Dos and Don’ts Of 2nd Trimester Of Pregnancy | Tips Of What Is Useful & What Is Harmful During This Period | NextMamas.
It is the most comfortable part of pregnancy — 2nd trimester usually brings the least amount of pain, body changes, and unpredictable emotions with it.
What To Do:
Visit Your Doctor:
If your pregnancy is going well, you should see your doctor once a month during the second trimester. Bloody vaginal discharge or swelling of hands and face are occasions for an unscheduled visit to the doctor.
Undergo second-trimester screening tests:
- Ultrasound (weeks 18–20). The doctor will examine the placenta, the fetal anatomy, activity, growth rate, and blood circulation, as well as determine the amount of amniotic fluid and the length of the cervix.
- Blood tests (weeks 15–20, ideally 16–18) to check the markers of genetic conditions or birth defects.
If the results of the screening tests differ from the norm, the doctor will recommend an additional examination.
Get vaccinated against the flu:
According to WHO recommendations, if there are no contraindications, pregnant women should be vaccinated against the flu (after consulting their doctor).
Why is it so important? In pregnant women, the course of the flu can be complicated and fraught with negative consequences like pneumonia or myocarditis.
Penetrating the placenta, the virus can cause premature birth or congenital pneumonia in the baby.
Go to the dentist:
It is very important to visit the dentist, even if you have never had problems with your teeth and gums before pregnancy.
The growing baby takes a large amount of calcium from your own stores, which can reduce the protective function of tooth enamel and lead to cavities.
Hormonal changes can make the gums more susceptible to infection and/or bleeding and swelling.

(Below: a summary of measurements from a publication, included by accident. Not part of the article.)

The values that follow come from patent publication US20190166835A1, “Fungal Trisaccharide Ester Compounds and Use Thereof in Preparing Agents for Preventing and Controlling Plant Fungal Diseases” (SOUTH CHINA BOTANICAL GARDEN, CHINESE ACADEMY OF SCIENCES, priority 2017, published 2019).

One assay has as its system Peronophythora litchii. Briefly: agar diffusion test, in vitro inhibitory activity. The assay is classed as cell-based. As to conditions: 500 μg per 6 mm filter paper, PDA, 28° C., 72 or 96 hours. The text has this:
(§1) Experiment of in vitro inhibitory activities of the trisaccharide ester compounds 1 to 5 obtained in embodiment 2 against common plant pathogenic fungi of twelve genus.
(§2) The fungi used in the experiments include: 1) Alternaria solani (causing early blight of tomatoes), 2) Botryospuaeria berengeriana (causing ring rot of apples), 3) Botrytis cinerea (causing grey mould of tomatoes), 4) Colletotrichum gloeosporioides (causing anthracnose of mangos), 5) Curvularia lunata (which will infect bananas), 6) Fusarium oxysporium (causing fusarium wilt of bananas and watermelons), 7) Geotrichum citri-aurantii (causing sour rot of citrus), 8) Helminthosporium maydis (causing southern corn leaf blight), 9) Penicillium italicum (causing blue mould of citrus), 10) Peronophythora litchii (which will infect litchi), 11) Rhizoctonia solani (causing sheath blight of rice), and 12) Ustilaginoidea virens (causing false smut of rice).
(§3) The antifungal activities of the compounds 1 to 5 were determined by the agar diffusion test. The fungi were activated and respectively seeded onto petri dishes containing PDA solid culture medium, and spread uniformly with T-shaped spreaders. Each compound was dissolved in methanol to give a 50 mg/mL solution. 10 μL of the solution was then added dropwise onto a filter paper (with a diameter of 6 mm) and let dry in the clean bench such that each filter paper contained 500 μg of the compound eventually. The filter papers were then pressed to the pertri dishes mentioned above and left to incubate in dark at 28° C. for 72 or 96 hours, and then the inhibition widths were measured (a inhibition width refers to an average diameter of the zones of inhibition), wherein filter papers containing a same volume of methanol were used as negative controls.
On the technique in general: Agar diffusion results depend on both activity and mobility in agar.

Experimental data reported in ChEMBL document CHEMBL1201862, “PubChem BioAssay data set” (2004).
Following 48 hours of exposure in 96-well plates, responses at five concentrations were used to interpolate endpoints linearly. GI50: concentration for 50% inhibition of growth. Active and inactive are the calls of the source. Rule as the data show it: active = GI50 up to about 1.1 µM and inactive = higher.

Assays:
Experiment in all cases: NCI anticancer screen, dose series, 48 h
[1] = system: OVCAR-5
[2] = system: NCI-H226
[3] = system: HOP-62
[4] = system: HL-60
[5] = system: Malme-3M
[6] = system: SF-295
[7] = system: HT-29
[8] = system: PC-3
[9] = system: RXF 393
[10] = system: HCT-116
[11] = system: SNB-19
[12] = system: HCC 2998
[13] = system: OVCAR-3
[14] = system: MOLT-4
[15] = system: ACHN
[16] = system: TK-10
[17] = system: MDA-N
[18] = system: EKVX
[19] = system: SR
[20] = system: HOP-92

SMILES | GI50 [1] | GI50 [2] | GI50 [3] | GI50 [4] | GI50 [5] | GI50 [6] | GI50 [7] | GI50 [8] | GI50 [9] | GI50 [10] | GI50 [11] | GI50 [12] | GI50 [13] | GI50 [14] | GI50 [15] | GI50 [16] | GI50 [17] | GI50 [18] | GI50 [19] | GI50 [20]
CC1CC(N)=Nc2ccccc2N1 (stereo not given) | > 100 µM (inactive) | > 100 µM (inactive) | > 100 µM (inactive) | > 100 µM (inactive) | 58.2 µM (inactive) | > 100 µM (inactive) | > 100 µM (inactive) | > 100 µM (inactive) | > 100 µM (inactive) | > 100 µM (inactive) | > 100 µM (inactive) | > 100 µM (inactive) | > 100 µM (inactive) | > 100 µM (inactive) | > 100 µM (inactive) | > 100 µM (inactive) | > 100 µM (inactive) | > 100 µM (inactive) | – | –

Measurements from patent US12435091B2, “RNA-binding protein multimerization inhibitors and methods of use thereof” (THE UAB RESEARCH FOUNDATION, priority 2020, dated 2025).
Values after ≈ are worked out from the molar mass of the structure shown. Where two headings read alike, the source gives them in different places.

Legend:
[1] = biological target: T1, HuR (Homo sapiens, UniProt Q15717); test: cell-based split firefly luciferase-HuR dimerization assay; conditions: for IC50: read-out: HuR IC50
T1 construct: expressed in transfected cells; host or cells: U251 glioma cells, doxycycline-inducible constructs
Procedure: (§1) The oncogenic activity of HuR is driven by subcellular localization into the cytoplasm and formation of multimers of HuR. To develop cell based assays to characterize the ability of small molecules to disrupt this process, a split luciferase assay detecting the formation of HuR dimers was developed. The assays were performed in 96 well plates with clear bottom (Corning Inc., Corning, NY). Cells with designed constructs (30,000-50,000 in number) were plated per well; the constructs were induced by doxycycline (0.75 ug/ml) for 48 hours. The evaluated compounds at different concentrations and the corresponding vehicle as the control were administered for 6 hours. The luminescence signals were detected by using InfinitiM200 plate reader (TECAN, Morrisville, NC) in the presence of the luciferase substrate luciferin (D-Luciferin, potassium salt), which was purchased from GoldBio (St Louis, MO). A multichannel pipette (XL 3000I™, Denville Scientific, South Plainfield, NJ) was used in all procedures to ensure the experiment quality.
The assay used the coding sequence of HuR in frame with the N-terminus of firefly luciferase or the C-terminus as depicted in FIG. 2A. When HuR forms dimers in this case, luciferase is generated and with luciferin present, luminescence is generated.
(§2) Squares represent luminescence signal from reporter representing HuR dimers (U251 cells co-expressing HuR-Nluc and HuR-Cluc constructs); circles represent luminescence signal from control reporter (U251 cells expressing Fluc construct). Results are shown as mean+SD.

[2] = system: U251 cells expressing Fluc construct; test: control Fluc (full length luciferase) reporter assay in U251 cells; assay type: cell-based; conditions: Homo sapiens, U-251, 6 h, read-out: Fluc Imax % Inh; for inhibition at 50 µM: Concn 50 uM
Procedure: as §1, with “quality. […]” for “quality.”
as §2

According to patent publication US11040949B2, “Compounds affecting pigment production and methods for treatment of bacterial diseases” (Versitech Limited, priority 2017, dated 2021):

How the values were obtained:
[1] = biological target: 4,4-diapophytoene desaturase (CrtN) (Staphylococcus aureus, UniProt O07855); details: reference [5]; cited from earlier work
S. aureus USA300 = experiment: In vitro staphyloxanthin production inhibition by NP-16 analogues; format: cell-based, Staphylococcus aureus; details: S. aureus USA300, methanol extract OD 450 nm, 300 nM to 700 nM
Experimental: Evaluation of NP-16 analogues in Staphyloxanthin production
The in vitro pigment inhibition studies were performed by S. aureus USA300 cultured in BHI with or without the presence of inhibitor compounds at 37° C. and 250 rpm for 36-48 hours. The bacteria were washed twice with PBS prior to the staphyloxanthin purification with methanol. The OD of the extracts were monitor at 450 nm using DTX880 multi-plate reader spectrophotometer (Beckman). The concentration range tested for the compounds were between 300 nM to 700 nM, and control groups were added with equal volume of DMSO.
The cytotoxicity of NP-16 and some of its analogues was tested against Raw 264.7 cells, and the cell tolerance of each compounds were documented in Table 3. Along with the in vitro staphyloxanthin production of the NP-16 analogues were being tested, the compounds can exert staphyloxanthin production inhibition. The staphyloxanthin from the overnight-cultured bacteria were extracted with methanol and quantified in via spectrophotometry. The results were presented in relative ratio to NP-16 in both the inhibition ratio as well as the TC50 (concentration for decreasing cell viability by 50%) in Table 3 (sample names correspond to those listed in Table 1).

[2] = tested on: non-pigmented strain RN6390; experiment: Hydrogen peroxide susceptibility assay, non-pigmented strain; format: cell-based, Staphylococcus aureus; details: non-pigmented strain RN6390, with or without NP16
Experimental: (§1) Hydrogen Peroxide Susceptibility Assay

If you notice any changes, consult your dentist — the second trimester is the safest time for dental treatment.
Eat a balanced diet:
Scientists have found that the period from conception up to the age of 2 years is the most important time for building a baby’s health, and a balanced diet is crucial for their growth and development.
- Protein is the main component of your diet that is necessary for fetal growth. Try to eat more meat, fish, and legumes.
- Calcium is important for your baby’s teeth and bones as well as for the correct development of her muscular and nervous systems.
- Iron helps blood carry oxygen to your baby.
Eat frequent and small meals:
Hormonal changes during pregnancy can cause heartburn and constipation. If it bothers you, try to eat small amounts of food more often. Include more fiber in your diet and drink plenty of liquids.
Take pregnancy vitamins:
Balanced nutrition is the best way to provide your body with everything it needs. However, it is not always possible to get enough vitamins with food alone.
Multivitamin complexes for pregnant women contain basic microelements and minerals in the necessary dosages.
Remember that only a doctor can prescribe medications. They will determine the duration of administration and assess the risk of side effects.
Watch your weight:
Steady weight gain is an important indicator of a healthy pregnancy.
Weight gain is influenced by the course of pregnancy, the body type of the woman, and the size of the fetus. Your doctor will constantly monitor this parameter and give useful recommendations.
Stay physically active:
Studies show that regular exercise during pregnancy can prevent complications during childbirth and reduce the risk of cesarean section.
If your pregnancy is progressing without complications, and the doctor allows training, exercising will help your body prepare for giving birth — and for recovery afterward.
Try to exercise regularly, but not for long periods at a time, and be sure to avoid dehydration and overheating.
The safest types of exercise for expectant mothers during this period include:
- Special gymnastics.
- Fitball exercises.
- Water aerobics.
Talk to your baby:
From approximately week 18, pay attention to what is happening in your tummy: most likely, you will feel the first stirring of your baby during this time.
Talk to your child, and you are likely to feel them respond. If, at some point, it seems that your baby’s movements have changed (there are fewer or more of
them), tell your doctor about it.
Try to sleep well: